Playing the 1980s computer game Tetris, can prevent the unpleasant flashbacks which come after a traumatic event, scientists have discovered.
Oxford University and the Karolinska Institute in Sweden found that patients treated in accident and emergency departments following car accidents were far less likely to develop post-traumatic stress disorder (PTSD) if they were allowed to play the game within six hours of admission.
The puzzle, which involves fitting brightly-coloured blocks together is one of the most popular video games ever invented, and is still played by millions of people around the world.
PTSD can affect people who have experienced war, torture, rape, road accidents or other kinds of situations in which they felt their life, or that of another person, was in danger.
While most people do not develop PTSD after trauma, one of the core clinical symptoms in those who do involves recurrent and intrusive memories, or flashbacks.
Usually people are given therapy after symptoms emerge, but there has never been an intervention which actually prevented trauma in the first place.
“Our hypothesis was that after a trauma, patients would have fewer intrusive memories if they got to play Tetris as part of a short behavioural intervention while waiting in the hospital Emergency Department,” said Dr Emily Holmes, professor of psychology at Karolinska Institute’s Department of Clinical Neuroscience.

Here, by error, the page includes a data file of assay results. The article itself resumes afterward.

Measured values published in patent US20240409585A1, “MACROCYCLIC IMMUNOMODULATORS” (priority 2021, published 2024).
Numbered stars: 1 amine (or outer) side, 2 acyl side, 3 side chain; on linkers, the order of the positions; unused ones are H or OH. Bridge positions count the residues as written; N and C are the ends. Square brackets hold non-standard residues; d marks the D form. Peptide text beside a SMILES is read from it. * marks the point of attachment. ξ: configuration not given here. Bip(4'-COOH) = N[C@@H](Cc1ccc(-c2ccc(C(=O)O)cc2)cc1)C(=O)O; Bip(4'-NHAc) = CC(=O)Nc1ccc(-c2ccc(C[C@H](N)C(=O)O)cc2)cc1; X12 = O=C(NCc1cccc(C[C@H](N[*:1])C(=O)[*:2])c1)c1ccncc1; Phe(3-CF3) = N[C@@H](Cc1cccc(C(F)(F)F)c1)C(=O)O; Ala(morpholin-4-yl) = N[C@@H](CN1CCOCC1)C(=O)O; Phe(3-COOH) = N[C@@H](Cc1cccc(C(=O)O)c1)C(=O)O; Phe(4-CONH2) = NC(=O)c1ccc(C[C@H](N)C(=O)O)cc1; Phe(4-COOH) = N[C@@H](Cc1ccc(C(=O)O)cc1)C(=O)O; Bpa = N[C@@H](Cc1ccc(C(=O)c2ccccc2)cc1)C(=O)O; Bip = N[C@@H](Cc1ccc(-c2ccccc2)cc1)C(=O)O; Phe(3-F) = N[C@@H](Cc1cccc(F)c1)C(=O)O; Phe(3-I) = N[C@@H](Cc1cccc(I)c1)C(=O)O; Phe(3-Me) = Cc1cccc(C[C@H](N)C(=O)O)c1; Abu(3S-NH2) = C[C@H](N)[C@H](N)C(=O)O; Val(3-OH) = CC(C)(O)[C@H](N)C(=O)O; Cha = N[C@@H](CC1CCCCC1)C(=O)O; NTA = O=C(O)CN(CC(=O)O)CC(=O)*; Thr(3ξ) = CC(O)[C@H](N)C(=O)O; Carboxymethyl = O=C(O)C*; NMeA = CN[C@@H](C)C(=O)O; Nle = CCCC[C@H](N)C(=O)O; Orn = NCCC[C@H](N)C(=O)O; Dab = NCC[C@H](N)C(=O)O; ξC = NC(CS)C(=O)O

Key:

“Since the game is visually demanding, we wanted to see if it could prevent the intrusive aspects of the traumatic memories from becoming established, by disrupting a process known as memory consolidation.”
The study involved 71 motor vehicle accident victims, of whom half were asked to recall the trauma briefly and then play Tetris. The other half were used as a control group.
The researchers found that those who had played Tetris had fewer intrusive memories of the trauma in total over the week immediately following the accident than the controls. The researchers also found that the intrusive memories diminished more quickly.
The researchers now want to conduct the trial on larger patient groups to see if the psychological benefits of the intervention persist for a longer time.
“Anyone can experience trauma,” says Professor Holmes. “It would make a huge difference to a great many people if we could create simple behavioural psychological interventions using computer games to prevent post-traumatic suffering and spare them these grueling intrusive memories.
"This is early days and more research is needed.”
The research was published in the journal Molecular Psychiatry.